General Motors announced a voluntary expansion of the current Chevrolet Bolt EV recall, related to the risk of battery fire, to cover the remaining 2019 and all 2020-2022 model year vehicles, including the all-new Bolt EUV.
In other words, all Chevrolet Bolt EV (2017-2022) and all Chevrolet Bolt EUV (2022) are now recalled and will get new battery modules. As we understand, all battery modules inside the packs will be replaced with new ones.
2022 Chevrolet Bolt EV
2022 Chevrolet Bolt EUV
GM explains that a supplier manufacturing defect may lead to a battery fire in rare circumstances (as far as we know, a double-digit number of such cases were reported so far):
“In rare circumstances, the batteries supplied to GM for these vehicles may have two manufacturing defects – a torn anode tab and folded separator – present in the same battery cell, which increases the risk of fire. Out of an abundance of caution, GM will replace defective battery modules in Chevrolet Bolt EVs and EUVs with new modules, with an expected additional cost of approximately $1 billion.”
The battery cells for the battery modules were supplied by LG Chem’s LG Energy Solution and according to the latest press release, the manufacturing problem goes “beyond” the Ochang, Korea, plant:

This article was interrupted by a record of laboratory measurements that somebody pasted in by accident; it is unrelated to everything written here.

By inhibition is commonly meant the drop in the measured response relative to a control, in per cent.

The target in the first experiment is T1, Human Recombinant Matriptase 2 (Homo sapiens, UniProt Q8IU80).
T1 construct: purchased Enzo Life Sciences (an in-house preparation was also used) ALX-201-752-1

“After further investigation into the manufacturing processes at LG and disassembling battery packs, GM discovered manufacturing defects in certain battery cells produced at LG manufacturing facilities beyond the Ochang, Korea, plant. GM and LG are working to rectify the cause of these defects. In the meantime, GM is pursuing commitments from LG for reimbursement of this field action.”
General Motors estimates that the expansion of the recall will cost approximately $1 billion, on top of $800 million allocated previously, which means $1.8 billion total.
That’s a huge cost and GM announced that it will pursue reimbursement from LG Energy Solution.
The scale of GM’s recall is much bigger than in the case of Hyundai. Previously, the company reported that the new batteries will be installed in about 69,000 2017-2019 Bolt EVs, including nearly 51,000 sold in the U.S.
The expansion includes 73,018 additional cars (59,392 in the U.S., 10,231 in Canada and 3,395 in other markets), which brings us to a total of about 142,000 (including about 100,000 in the U.S.).
This new recall population includes: